Topics include COVID boosters, fighting Islamophobia, Montreal metro safety and more

You probably wouldn’t be surprised to learn that students enrolled in the Master of Science in Public Health are studying infectious diseases, epidemiology, and health care systems around the world. However, you may be surprised to learn they’re also writing press releases, prepping for podcasts, and training for TV interviews. 

Those assignments are on the syllabus for course PPHS 614: Knowledge Translation and Public Health Leadership. It’s taught by Dr. Madhukar Pai, chair of the Department of Global and Public Health at the School of Population and Global Health. 

“The [COVID-19] pandemic taught me that it is critical for public health professionals to engage with the public,” says Pai. “I wanted to make sure our students know how to write, advocate, and engage with the public, media and policy makers.” 

Judging by the results, his students are succeeding. In the past few weeks, they’ve published six op-eds – in The Montreal GazetteLa Presse, and more – while several others are in the works.  

“The students are excited,” says Pai, “and it’s what I think public health students should be doing.” 

Hot off the press

Roxanne Khamsi standing in front of a classroom next to a screen that says 'Writing Op-Eds'
Roxanne Khamsi conducting a workshop on op-ed writing in PPHS614

The first op-ed appeared in The Montreal Gazette on February 21. Co-authored by Gabrielle Gosselin, Meghan Pritchard, Mariane Saroufim, and Charlotte Serrano, it encouraged readers to get COVID-19 boosters. 

“It was an opportunity to choose a topic that mattered to you, and I thought, ‘yes, this matters to me’,” says Saroufim. “No one in my family is vaccinated, so I pushed our team to write about it.” 

Pai invited as a guest speaker Roxanne Khamsi, an award-winning science journalist, to do a three-hour workshop on op-ed writing. She walked the class through what an effective op-ed looks like: writing a catchy title, choosing a hook, and deciding who to pitch to and when.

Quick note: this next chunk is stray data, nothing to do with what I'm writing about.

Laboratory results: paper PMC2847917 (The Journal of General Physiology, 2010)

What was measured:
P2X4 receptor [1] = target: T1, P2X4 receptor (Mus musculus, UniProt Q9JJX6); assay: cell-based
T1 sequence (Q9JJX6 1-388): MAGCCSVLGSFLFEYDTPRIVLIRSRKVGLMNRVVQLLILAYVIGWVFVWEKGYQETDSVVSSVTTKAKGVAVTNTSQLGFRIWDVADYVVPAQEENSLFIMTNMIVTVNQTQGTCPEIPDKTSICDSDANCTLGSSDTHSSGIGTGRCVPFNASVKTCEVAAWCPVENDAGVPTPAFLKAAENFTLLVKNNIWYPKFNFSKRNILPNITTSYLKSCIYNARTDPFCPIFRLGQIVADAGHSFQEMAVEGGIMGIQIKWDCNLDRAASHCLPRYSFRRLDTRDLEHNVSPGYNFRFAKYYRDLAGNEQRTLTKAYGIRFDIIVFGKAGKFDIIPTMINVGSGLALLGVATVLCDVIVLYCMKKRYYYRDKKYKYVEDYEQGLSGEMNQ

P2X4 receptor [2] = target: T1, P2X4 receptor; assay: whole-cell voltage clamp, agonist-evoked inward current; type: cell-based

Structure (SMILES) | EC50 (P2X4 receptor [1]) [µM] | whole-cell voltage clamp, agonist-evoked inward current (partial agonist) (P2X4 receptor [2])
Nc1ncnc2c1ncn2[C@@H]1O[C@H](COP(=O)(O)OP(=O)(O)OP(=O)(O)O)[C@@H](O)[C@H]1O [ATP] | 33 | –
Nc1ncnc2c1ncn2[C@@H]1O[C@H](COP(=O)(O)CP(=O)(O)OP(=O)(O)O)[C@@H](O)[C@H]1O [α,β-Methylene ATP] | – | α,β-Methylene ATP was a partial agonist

Serrano appreciated all the feedback she got from Pai, Khamsi, and The Gazette, and admits that seeing the final version in print was very exciting. “It really motivated me to advocate for the subjects I’m passionate about,” says Serrano. 

Saroufim says the online article garnered both positive and negative comments. “We see it as a sign of success. It means people are reading and thinking about it,” says Saroufim, who translated the piece into French and Arabic as well, to garner an even larger audience.  

More to come

Next up, Pai’s students will be drafting persuasive speeches, running advocacy campaigns, and confronting misinformation. They’ll also keep pitching op-eds. He anticipates 10 could be published before the semester ends.  

“Strong scientists should take the microphone so we can be the first ones to provide good information,” says Pai. “Even the best science may not get translated into action on its own. You have to go out and make it happen.” 

As the 2018 winner of the President’s Prize for Public Engagement through Media, Pai is well placed to give to give advice, even to those outside his class. 

 “Start small: write letters to the editor, op-eds, blog posts, or get active on social media,” he says.  

Are you a McGill faculty or researchers looking for guidance? Contact the Media Relations Office for tips on writing op-eds as well as media training. 

Op-eds published by Master of Science in Public Health students: